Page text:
• 1. Iowa (Democrat: Chet Culver -- ActBlue). Democratic Governor Tom Vilsack, who is not running for reelection, has a passable approval rating, but that hasn't abated the anti-incumbent party feeling from hitting Iowa this year as Democratic Secretary of State Chet Culver takes on Republican Congressman Jim Nussle. For a state as closely watched as Iowa, there is a surprising dearth of polling on the gubernatorial race, but the data currently available indicates rather clearly that this race could go either way at this point. It is noteworthy that this, a toss-up, is the Republicans best pick-up opportunity when several seats currently held by the GOP are leaning towards the Democrats.
    Latest polling: Rasmussen Reports, Culver 41 - Nussle 38, August 1.

  • 2. Michigan (Democrat: Jennifer Granholm). Earlier this month, earlier this summer, Democratic Governor Jennifer Granholm appeared headed for defeat, at least in part due to the weak state of Michigan's economy. But Granholm got a second wind and began campaigning hard against Amway heir Dick DeVos -- and spending big bucks. Now the race seems to be tilted in her favor ever so slightly, though it still could go either way.
    Latest polling: Strategic Vision (R), Granholm 48 - DeVos 43, August 28; EPIC-MRA, Granholm 49 - DeVos 42, August 23; SurveyUSA, Granholm 47 - DeVos 47, August 22; Rasmussen Reports, Granholm 47 - DeVos 46, August 16.

  • 3. Wisconsin (Democrat: Jim Doyle -- ActBlue). Democratic Governor Jim Doyle, whose approval ratings have settled in the high 40s, is facing a stiff challenge from Republican Congressman Mark Green. While Green is no doubt a strong candidate for the Republicans, he was not necessarily their strongest, with former Gov. Tommy Thompson having flirted with another bid earlier this year. What's more, Green is running as a GOP Rep. in a year in which the Republican Congress is not terribly popular. Doyle appears to have an edge, though he has yet to crack the 50 percent mark against Green. As such, this race is still a toss-up.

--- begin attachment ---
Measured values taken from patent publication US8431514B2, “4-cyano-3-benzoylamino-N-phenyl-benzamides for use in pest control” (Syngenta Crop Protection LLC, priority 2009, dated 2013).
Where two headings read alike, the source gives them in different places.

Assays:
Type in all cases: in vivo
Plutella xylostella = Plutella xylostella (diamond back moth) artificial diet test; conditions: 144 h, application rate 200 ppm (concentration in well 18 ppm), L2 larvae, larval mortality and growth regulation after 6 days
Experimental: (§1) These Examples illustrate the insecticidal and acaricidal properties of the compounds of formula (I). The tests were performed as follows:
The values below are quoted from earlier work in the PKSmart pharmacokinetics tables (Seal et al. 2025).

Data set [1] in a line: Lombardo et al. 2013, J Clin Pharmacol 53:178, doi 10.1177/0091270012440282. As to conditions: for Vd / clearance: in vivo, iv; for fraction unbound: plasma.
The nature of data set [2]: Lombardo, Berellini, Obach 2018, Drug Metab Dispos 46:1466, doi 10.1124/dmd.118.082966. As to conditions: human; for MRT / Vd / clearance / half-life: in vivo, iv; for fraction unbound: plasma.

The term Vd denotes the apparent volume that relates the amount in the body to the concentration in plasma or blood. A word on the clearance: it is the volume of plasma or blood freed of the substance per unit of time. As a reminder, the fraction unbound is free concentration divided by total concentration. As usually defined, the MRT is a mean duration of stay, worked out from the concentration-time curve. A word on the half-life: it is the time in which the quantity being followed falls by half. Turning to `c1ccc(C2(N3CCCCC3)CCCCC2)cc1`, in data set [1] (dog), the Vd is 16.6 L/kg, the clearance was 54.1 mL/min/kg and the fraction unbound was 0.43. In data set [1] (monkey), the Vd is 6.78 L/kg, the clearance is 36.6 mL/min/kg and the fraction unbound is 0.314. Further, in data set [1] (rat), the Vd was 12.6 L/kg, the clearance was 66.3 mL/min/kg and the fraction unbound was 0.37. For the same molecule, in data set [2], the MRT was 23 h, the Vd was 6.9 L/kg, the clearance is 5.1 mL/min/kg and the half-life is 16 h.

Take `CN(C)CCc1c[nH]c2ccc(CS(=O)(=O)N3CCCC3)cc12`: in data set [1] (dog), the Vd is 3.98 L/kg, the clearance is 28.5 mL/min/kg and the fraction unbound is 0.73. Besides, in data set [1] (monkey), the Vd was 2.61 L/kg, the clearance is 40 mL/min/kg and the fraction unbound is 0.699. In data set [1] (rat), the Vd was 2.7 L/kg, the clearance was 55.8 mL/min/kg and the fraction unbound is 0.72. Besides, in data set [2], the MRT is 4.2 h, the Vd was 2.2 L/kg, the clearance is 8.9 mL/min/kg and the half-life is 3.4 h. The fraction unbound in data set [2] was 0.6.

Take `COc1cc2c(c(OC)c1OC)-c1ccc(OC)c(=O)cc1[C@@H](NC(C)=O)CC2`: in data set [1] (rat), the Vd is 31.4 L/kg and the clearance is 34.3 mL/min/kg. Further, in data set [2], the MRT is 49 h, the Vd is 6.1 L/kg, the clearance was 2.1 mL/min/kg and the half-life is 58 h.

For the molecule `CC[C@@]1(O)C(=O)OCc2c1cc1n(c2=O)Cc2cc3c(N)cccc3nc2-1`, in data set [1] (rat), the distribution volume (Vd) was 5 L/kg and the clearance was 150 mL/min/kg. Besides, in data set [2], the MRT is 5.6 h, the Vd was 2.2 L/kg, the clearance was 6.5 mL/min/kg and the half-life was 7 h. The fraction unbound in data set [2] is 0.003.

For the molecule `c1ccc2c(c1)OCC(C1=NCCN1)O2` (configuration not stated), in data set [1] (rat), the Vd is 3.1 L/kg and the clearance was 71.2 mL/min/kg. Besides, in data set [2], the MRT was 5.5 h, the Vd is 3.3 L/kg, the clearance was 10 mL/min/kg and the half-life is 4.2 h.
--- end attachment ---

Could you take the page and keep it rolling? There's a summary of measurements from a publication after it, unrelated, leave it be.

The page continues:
Latest polling: Rasmussen Reports, Doyle 49 - Green 41, August 20; Strategic Vision (R), Doyle 45 - Green 44, August 18; Research 2000, Doyle 48 - Green 38, August 17.

  • 4. Maine (Democrat: John Baldacci -- ActBlue). Like Michigan and Wisconsin, Maine is a blue state in which the Democratic Governor has been unable to climb above a 50 percent approval rating. But also like Michigan and Wisconsin, the Democratic Governor in Maine has seen his approval rating move up noticeably in recent months. There are a great number of undecideds in the race between John Baldacci and Republican state Senator Chandler Woodcock, which does not bode well for Baldacci, but even the slightest of Democratic breezes this fall could propel Baldacci to a second term.
    Latest polling: Rasmussen Reports, Baldacci 43 - Woodcock 42, August 22.

Leans Democratic